Serious Eats: Sweets
The Scoop: On Tasti D-Lite
As the final Scoop of ice cream month, I felt a bit of pressure to write about something epic. I felt like I should interview a cow or make my own chocolate dip from a bar of single origin chocolate that I sourced from a producer in Madagascar whose annual output is only 10 ounces. But then I decided I'd leave the Pacojets to the rest of the staff and write about something that real sticklers will point out isn't actually ice cream at all.
Tasti D-Lite (known as Tasti D, or just Tasti, to those in the know), is a low-fat soft serve
ice cream frozen dessert. The company was started in New York City in 1987, way before anyone dreamed of Pinkberry or its counterparts.
The whole premise of Tasti D is that it's low in fat and low(ish) in calories. We're talking 70-100 calories per 4-ounce serving. That's mostly why 90 percent of Tasti customers are girls.* Maybe this isn't something we should be gender proud of, but it is what it is, and there's definitely a positive side. Going to Tasti is a bonding event, an excuse for some girl time. You can gossip all you want about boys at Tasti—there is zero chance that hot guy from math class is going to walk in and hear you talking about his butt.
*based on personal observational data
I grew up in New York City in the 90s, and Tasti D-Lite was everywhere. As a result, it was a known excursion for young people of that age when you want to go out but you are too young to be going to a bar and according to your mother you can't eat full-fat ice cream every night or you'll end up being one of those people who take up two seats on the subway. So you go to Tasti. It's going to be my 2030 mayoral campaign message: Fat free ice cream, keeping kids off the streets!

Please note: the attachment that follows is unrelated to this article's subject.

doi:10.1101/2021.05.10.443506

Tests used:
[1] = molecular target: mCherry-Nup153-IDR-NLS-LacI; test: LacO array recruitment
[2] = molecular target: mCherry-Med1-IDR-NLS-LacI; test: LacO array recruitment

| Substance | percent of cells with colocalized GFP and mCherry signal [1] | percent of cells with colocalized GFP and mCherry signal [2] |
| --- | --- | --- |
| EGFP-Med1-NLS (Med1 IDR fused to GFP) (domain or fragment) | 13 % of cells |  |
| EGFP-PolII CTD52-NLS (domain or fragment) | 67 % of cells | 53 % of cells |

But if I'm going to come clean, it wasn't just convenience that led me to Tasti. I actually like it. I came of age during the whole fat-free fad. I don't know if disciples of Atkins and South Beach fully remember or appreciate how this diet took over the world—and the supermarket. For most of the 90s, you could get anything in a non-fat version. Fat free cookies (fans of Snackwell's Fat Free Devils Food Cookies say hey-ya!), non-fat ice cream, non-fat bread, fat free butter (seriously), fat-free triple chocolate fudge cake. I mean, what happened to all that stuff? There must be a landfill somewhere made completely out of Entemann's fat-free pound cake.
People tend to be fond of the things they grew up eating, so yes, I have a weird taste for super sugary, carbo-loaded (but fat-free!) products.
Like Tasti. There are supposedly 100 flavors, 3-5 of which will be on tap at any store at any given time. But if you go to Tasti more than a handful of times, you realize that there are in fact just two flavors: vanilla and chocolate. These two flavors get mild masks, but their incarnations are all closely related. Angel Food Cake? That's vanilla. NY Cheesecake, Crème Brûlée, Banana Pudding? Vanilla. Rocky Road, Brownie Batter, Milky "Weigh", and Mudpie are all variations on each other and on chocolate. But it's kind of endearing in that way (we know your secret, Tasti D-Lite!) and really, no one cares because it's all about the toppings.
That's what Tasti was known for—toppings. Sure, there was none of this freshly cut fruit you find nowadays, but who wants fresh fruit when you can have crushed Oreos, butterscotch chips, and granola? (By the way, at Tasti we believe that toppings don't add calories so your 70 calorie cup is uh, clearly still 70 calories).
This new "tart" frozen yogurt is fine and all, but at many of the chains it's too icy and certainly too "healthy tasting" to be ice cream. Not Tasti. A cup of their classic vanilla tastes a little like super-aerated marshmallow fluff. And when you have sprinkles added for crunch, you don't even get that weird tongue coating feel.
So thank you, Tasti D-Lite, for sticking to your artificial low-cal guns. I'm still with you.